9.2 Other hazards
9.2.1 Stumbles, falls, etc.
Such minor accidents are always possible, especially on rough or uneven terrain. It is recommended, therefore, that boots should be worn to protect the feet and ankles, and that outer clothing should be of a suitable nature to minimise the chance of cuts, scratches, and abrasions being sustained. Wearing gloves will minimise damage to hands.
9.2.2 Falling rocks/debris, rock splinters, etc.
Protective headgear (hard hats) must be worn whenever this is advised by the party leader. Goggles or glasses should be worn when hammering or breaking rocks.
9.2.3 Cliff edges and high places, etc.
Whilst no climbing requiring the use of special equipment or aids will be undertaken, it is possible that in order to view interesting geological features it may be necessary to approach the edge of a cliff, or to stand in locations where a fall could result in serious injury. In such situations it is expected that individuals will exercise reasonable caution, and at all times will follow the instructions and advice of the party leader.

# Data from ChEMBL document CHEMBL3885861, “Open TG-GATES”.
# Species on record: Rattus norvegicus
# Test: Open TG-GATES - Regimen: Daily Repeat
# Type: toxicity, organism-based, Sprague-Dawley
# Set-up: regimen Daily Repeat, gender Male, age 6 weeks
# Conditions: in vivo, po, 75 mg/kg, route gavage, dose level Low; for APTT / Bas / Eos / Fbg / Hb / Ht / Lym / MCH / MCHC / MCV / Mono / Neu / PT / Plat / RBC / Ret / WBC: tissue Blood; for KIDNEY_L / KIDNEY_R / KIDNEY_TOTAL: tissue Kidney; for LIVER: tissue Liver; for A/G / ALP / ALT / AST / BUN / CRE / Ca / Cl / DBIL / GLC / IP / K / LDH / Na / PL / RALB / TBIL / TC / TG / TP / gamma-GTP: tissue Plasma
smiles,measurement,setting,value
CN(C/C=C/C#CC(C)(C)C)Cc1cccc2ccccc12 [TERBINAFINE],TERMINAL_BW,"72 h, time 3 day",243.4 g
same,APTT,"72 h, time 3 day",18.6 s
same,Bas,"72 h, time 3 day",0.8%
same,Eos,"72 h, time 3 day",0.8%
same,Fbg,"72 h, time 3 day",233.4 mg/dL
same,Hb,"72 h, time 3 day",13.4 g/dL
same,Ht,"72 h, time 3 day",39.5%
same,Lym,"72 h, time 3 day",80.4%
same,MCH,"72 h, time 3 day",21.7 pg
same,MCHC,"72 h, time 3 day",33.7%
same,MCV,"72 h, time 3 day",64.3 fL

9.2.4 Quarries, mines and other industrial workings, etc.
Quarrying operations may involve blasting and the use of heavy earth-moving equipment. All quarry ‘faces’ should be regarded as unstable and liable to collapse. This applies to all quarries, whether working or otherwise. Similar hazards may be encountered in other industrial workings.
Visitors to working quarries and other industrial sites are legally required to comply with safety instructions issued by the owners and/or persons in charge of the workings. Therefore, it is essential:
to follow the instructions of the guide and/or party leader;
to keep in a close group;
not to straggle or wander off;
to be alert to the movements of vehicles and equipment.
In summary, be prepared; see Appendix C below for a list of equipment that may be required for field-work.
Click to open Appendix C.